EmptyLos Angeles Film Festival
The evergreen topic of kids' competitions gets a new twist in "Jump!" a winning documentary about competitive jump roping that follows a group of charismatic young athletes from intensive training to the sport's world championships. Yes, to these kids, their families, coaches and supporters, jump roping is a serious sport that some affirm will one day become an Olympic event. Enlivened by spirited subject matter, engaging interviews and remarkable athleticism, "Jump!" has all the right moves for sustained festival play and could find a welcome reception in limited theatrical release before landing adroitly on TV and DVD.
No longer limited to a playground pastime or traditional double-dutch leagues, jump roping now involves 400,000 boys, girls and teens worldwide in local, regional and national events, culminating in the biennial world competition. Docu producer Helen Hood Scheer stepped into this unfamiliar arena for her directorial debut, following six teams of jumpers over two years beginning in 2005.
Scheer focuses on promising competitors from each team, including 19-year-old world champion Marcus, powerhouse high school teammates Nick and Jeff and speed demon Tori, 12. In-depth personal interviews with the athletes, as well as their coaches and family members, along with scenes of training sessions, establish each subject's personality and competitive goals.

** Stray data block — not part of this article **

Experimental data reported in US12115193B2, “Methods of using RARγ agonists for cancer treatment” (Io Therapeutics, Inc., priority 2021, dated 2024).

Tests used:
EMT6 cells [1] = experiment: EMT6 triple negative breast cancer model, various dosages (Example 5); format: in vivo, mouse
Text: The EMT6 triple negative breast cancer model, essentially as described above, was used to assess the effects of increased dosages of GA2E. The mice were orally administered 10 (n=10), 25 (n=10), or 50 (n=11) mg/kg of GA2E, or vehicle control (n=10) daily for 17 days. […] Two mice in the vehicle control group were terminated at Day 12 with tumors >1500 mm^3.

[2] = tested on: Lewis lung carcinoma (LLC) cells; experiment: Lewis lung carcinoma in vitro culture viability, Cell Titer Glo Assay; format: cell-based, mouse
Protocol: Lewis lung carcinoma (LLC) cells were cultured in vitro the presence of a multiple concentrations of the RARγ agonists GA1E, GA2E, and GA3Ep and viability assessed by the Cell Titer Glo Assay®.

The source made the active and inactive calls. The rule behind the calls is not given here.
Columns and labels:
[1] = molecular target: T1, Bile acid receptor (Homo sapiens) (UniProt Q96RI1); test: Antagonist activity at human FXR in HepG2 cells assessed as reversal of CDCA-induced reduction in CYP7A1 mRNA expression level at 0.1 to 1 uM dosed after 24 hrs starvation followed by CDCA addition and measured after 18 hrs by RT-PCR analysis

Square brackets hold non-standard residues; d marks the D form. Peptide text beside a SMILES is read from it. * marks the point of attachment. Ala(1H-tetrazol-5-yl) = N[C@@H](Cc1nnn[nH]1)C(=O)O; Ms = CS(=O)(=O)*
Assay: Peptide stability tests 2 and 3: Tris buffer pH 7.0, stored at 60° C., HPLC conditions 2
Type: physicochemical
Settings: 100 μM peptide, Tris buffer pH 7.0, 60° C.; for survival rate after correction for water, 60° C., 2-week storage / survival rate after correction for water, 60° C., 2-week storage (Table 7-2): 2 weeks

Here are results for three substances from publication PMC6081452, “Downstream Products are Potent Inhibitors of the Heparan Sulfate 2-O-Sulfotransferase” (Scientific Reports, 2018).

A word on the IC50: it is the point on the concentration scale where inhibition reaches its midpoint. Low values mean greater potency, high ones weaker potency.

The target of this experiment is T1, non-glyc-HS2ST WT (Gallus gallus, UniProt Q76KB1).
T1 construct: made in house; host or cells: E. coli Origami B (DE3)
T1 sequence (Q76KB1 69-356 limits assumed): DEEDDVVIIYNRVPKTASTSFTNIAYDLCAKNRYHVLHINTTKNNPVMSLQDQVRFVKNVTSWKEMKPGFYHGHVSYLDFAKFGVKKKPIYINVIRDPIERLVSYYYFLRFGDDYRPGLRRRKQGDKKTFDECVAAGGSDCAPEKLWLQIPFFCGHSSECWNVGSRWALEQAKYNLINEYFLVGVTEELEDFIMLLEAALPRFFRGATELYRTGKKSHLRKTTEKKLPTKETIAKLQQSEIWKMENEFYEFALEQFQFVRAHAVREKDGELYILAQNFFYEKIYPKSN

Marcus, Nick, Jeff and Tori are among the contenders who go on to the annual ESPN-broadcast national competition that forms the centerpiece of the docu as the filmmakers feature the top athletes and most imposing events. Originality and risk-taking are among the hallmarks of jump roping, inspiring competitors to devise increasingly complex and challenging routines that they are surprisingly open to sharing with others.
Scheer's informal interviews and mobile digital camerawork spotlighting intense contest sequences adeptly capture the essence of the sport. Scott B. Morgan's dynamic editing, employing split screen and widescreen, multiple-image techniques, echoes the jumpers' creativity. While the filmmakers' enthusiasm for the sport is equal to their subjects', some repetitive sequences are unnecessary and several scenes and interviews that are marred by poor audio or unfocused shots could be edited or handled in voice-over. The multiplicity of participants is sometimes difficult to follow and overall at least 10 minutes could be cut from the 100-minute running time.
Throughout the film, the contestants make a lasting impression with their skill, determination, camaraderie and anything-goes enthusiasm. "Jump!" amply demonstrates that jump roping is a rapidly growing sport that deserves a place alongside more traditional athletic events -- and maybe even a shot at the Olympics.
Director/producer/director of photography: Helen Hood Scheer
Screenwriters: Helen Hood Scheer, Scott B. Morgan
Executive producer: Andrew Herwitz
Music: Matt Messina
Editor: Scott B. Morgan
Running time -- 100 minutes
No MPAA rating